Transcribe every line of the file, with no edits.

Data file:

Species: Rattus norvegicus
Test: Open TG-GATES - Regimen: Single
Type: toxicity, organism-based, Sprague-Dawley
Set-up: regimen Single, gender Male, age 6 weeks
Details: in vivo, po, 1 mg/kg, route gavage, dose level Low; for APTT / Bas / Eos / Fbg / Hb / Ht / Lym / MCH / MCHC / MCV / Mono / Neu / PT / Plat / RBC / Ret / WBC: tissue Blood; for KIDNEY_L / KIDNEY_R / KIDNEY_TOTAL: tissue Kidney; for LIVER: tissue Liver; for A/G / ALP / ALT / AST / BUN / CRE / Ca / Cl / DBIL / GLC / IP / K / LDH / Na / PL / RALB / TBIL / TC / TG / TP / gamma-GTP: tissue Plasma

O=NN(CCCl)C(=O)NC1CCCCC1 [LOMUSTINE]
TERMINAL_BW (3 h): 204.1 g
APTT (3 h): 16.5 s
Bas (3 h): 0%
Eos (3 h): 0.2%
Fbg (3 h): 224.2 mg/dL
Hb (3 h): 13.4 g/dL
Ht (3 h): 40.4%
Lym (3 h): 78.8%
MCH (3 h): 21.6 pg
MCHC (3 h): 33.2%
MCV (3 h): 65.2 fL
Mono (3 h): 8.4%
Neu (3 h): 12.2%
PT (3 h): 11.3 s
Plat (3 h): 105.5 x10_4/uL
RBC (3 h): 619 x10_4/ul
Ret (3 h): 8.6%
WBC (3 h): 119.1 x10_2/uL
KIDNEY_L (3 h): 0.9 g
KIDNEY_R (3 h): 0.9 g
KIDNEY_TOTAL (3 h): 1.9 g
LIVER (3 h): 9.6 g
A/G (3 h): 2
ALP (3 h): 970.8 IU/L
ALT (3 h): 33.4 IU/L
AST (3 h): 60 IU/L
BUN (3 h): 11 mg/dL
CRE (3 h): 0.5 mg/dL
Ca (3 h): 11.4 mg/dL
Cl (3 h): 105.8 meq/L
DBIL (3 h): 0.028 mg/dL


Species: Rattus norvegicus
Test: Open TG-GATES - Regimen: Single
Type: toxicity, organism-based, Sprague-Dawley
Set-up: regimen Single, gender Male, age 6 weeks
Details: in vivo, po, 1 mg/kg, route gavage, dose level Low; for APTT / Bas / Eos / Fbg / Hb / Ht / Lym / MCH / MCHC / MCV / Mono / Neu / PT / Plat / RBC / Ret / WBC: tissue Blood; for KIDNEY_L / KIDNEY_R / KIDNEY_TOTAL: tissue Kidney; for LIVER: tissue Liver; for A/G / ALP / ALT / AST / BUN / CRE / Ca / Cl / DBIL / GLC / IP / K / LDH / Na / PL / RALB / TBIL / TC / TG / TP / gamma-GTP: tissue Plasma

O=NN(CCCl)C(=O)NC1CCCCC1 [LOMUSTINE]
TERMINAL_BW (3 h): 204.1 g
APTT (3 h): 16.5 s
Bas (3 h): 0%
Eos (3 h): 0.2%
Fbg (3 h): 224.2 mg/dL
Hb (3 h): 13.4 g/dL
Ht (3 h): 40.4%
Lym (3 h): 78.8%
MCH (3 h): 21.6 pg
MCHC (3 h): 33.2%
MCV (3 h): 65.2 fL
Mono (3 h): 8.4%
Neu (3 h): 12.2%
PT (3 h): 11.3 s
Plat (3 h): 105.5 x10_4/uL
RBC (3 h): 619 x10_4/ul
Ret (3 h): 8.6%
WBC (3 h): 119.1 x10_2/uL
KIDNEY_L (3 h): 0.9 g
KIDNEY_R (3 h): 0.9 g
KIDNEY_TOTAL (3 h): 1.9 g
LIVER (3 h): 9.6 g
A/G (3 h): 2
ALP (3 h): 970.8 IU/L
ALT (3 h): 33.4 IU/L
AST (3 h): 60 IU/L
BUN (3 h): 11 mg/dL
CRE (3 h): 0.5 mg/dL
Ca (3 h): 11.4 mg/dL
Cl (3 h): 105.8 meq/L
DBIL (3 h): 0.028 mg/dL